Happy New Year! I don't know about you but I'm still getting to grips with January and emerging from hibernation. But I've got a feeling 2013 will be an exceptional year and an exciting beginning to my blog, which I've been meaning to start for some time.
With a potential office move to Whitechapel looming, I've been thinking a great deal about how much I will miss meandering round Soho after work. Working in the traditional rag trade streets of Fitzrovia, I love how a lunchtime skip across Oxford Street catapults you into this pocket village with a reputation. Seedy strip clubs jostle along side smart restaurants such as Quo Vadis. Gay clubs rub shoulders with the remaining Georgian houses who stand like Grand Madames watching over rapid gentrification. As the Cross Rail project bores it's way through I must admit to worrying about how much the area will open up and lose it's character in the future. Just take a look at the Cross rail sites in Soho on google earth and wonder at the sheer scale of the task! Undeniably, London is not an easy city to move across and needs to keep pace with international capital cities if it is to remain prosperous.
But back to what I wanted to show you. I have long loved the facade of a glorious newsagent called Rippons which stands at 88 Dean Street.
Whilst I took these pictures I watched builders and office workers dash in and out buying chocolate bars and cigarettes. They didn't even stop once to admire this jaw droppingly beautiful Georgian shop which dates from 1791. Just look at how wonky the top of the door frame is!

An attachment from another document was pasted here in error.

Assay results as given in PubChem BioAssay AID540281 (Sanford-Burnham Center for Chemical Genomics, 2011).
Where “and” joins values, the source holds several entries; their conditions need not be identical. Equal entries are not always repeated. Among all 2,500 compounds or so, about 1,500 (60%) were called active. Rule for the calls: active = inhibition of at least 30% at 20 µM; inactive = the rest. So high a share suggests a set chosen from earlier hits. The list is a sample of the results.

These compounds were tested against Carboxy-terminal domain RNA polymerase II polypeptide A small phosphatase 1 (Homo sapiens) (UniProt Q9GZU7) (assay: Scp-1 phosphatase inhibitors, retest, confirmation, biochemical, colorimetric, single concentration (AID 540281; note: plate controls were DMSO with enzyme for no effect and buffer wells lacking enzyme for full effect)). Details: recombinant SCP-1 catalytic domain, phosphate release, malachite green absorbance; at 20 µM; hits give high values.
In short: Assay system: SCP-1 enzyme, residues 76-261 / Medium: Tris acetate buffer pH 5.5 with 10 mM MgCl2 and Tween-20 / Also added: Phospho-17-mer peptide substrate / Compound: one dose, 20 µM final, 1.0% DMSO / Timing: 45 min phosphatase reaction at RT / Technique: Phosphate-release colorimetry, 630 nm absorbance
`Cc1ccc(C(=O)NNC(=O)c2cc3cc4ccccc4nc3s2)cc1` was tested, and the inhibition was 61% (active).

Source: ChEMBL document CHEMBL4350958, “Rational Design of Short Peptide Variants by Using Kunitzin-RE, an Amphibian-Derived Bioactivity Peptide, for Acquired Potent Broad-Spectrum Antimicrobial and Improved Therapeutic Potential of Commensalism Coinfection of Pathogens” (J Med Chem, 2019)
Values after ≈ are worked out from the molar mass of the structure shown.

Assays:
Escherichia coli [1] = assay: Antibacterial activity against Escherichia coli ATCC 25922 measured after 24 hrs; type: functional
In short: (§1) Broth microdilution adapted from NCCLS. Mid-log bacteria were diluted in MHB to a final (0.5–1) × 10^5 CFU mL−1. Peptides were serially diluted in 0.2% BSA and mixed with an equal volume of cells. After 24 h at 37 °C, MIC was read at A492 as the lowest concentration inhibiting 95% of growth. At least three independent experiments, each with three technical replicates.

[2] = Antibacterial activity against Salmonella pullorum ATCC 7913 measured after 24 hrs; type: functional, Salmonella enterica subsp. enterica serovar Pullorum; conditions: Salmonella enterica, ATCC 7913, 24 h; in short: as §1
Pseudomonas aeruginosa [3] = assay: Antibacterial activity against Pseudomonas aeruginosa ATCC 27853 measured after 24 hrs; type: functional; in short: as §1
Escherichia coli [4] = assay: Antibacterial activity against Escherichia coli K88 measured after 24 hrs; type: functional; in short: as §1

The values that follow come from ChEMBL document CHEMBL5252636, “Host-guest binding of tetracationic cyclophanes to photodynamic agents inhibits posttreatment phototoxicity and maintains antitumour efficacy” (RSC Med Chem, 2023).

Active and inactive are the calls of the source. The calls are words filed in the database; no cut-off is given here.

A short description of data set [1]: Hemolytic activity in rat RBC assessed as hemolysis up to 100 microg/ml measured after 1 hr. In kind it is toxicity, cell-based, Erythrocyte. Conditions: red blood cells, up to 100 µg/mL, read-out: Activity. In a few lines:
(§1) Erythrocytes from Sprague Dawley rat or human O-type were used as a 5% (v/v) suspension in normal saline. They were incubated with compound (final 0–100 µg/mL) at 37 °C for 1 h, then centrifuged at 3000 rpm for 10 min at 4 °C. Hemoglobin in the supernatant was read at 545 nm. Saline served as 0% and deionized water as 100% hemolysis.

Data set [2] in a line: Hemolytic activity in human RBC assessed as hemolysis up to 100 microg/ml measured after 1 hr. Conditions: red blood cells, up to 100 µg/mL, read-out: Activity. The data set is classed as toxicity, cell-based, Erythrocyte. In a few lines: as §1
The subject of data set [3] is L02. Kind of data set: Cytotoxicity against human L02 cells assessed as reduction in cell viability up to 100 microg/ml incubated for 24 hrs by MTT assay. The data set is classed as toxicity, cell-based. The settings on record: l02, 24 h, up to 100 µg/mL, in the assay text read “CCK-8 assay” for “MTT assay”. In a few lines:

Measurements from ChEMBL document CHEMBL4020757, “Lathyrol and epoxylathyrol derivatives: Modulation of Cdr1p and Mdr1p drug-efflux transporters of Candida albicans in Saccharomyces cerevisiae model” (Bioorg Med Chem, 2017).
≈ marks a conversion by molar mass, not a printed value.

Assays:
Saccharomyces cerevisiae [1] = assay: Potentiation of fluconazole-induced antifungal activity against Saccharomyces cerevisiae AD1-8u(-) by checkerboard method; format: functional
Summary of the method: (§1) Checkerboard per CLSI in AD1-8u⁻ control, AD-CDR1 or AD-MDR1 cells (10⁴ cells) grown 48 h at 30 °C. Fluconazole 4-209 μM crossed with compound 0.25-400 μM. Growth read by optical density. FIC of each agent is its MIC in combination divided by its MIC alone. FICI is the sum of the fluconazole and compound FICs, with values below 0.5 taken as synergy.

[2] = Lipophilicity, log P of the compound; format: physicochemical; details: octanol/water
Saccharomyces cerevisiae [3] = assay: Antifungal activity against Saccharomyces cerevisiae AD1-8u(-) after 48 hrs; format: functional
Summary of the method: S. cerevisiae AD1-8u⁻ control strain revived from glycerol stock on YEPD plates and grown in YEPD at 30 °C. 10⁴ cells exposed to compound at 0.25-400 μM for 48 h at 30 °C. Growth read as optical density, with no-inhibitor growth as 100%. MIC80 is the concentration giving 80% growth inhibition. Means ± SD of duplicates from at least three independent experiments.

The cable twist/rope detailing;
The interior is as you would expect, scruffy and functional, selling the usual quick lunchtime vices and lottery scratch cards.
But how sad I thought to myself that nobody in the shop even knew if the facade was listed when I enquired. There should at least be some kind of plaque about the history pinned up. But who goes to the lengths of painting it a period olive colour and using gold leaf sign writing unless there is a preservation order I asked myself.
A little investigation on the internet later showed that the restoration was carried out on behalf of the owner Romil Patel. You can read more on the conservation of the facade on historical paint consultant Patrick Baty's website;
There is a lovely new book on the subject called London's West End, Jermyn Street and Bond Street I'm hoping to be inspired by;